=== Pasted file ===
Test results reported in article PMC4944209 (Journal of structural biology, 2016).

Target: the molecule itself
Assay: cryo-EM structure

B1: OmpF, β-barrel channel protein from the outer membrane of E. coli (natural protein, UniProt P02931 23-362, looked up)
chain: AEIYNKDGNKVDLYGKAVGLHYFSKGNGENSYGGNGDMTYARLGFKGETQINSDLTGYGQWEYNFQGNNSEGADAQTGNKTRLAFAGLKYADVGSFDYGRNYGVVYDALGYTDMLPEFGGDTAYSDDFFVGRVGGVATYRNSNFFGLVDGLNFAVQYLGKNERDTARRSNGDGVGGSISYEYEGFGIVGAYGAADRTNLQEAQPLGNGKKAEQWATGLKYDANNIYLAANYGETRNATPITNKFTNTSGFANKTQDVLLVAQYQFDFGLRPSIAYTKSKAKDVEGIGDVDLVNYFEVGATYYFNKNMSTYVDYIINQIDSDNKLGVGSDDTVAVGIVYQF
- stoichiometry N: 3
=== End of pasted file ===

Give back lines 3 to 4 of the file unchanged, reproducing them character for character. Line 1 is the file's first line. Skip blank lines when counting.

Assay: cryo-EM structure

B1: OmpF, β-barrel channel protein from the outer membrane of E. coli (natural protein, UniProt P02931 23-362, looked up)